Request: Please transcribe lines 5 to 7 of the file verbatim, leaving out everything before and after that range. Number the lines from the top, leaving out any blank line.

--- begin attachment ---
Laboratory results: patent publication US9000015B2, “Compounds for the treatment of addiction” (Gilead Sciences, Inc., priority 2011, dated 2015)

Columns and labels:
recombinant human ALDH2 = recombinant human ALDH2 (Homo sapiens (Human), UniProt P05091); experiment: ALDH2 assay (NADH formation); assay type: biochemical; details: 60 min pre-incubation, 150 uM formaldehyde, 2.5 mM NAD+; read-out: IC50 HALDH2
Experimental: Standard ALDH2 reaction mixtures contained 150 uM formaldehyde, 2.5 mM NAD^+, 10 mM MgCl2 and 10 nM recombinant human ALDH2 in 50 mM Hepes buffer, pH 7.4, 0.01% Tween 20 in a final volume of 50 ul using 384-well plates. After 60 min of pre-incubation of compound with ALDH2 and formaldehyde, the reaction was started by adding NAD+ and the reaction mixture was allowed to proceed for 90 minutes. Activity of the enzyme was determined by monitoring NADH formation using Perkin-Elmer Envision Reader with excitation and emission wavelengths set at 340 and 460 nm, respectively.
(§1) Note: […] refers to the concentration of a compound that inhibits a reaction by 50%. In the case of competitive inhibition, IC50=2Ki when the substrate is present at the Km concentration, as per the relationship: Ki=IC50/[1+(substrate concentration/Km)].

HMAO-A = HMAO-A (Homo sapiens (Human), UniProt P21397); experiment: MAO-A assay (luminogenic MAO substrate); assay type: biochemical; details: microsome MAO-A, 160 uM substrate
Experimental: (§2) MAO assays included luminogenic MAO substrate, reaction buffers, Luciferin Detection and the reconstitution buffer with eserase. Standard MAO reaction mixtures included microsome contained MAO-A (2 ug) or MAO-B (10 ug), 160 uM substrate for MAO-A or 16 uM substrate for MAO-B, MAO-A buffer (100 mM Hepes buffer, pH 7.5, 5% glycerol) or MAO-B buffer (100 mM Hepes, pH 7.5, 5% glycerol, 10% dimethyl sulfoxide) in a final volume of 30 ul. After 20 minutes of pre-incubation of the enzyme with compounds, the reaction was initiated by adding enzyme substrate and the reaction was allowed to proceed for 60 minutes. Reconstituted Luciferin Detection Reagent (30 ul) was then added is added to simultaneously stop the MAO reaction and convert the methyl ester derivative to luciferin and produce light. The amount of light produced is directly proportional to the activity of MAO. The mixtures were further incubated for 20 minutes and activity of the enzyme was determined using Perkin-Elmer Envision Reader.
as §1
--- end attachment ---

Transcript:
(§1) Note: […] refers to the concentration of a compound that inhibits a reaction by 50%. In the case of competitive inhibition, IC50=2Ki when the substrate is present at the Km concentration, as per the relationship: Ki=IC50/[1+(substrate concentration/Km)].

HMAO-A = HMAO-A (Homo sapiens (Human), UniProt P21397); experiment: MAO-A assay (luminogenic MAO substrate); assay type: biochemical; details: microsome MAO-A, 160 uM substrate
Experimental: (§2) MAO assays included luminogenic MAO substrate, reaction buffers, Luciferin Detection and the reconstitution buffer with eserase. Standard MAO reaction mixtures included microsome contained MAO-A (2 ug) or MAO-B (10 ug), 160 uM substrate for MAO-A or 16 uM substrate for MAO-B, MAO-A buffer (100 mM Hepes buffer, pH 7.5, 5% glycerol) or MAO-B buffer (100 mM Hepes, pH 7.5, 5% glycerol, 10% dimethyl sulfoxide) in a final volume of 30 ul. After 20 minutes of pre-incubation of the enzyme with compounds, the reaction was initiated by adding enzyme substrate and the reaction was allowed to proceed for 60 minutes. Reconstituted Luciferin Detection Reagent (30 ul) was then added is added to simultaneously stop the MAO reaction and convert the methyl ester derivative to luciferin and produce light. The amount of light produced is directly proportional to the activity of MAO. The mixtures were further incubated for 20 minutes and activity of the enzyme was determined using Perkin-Elmer Envision Reader.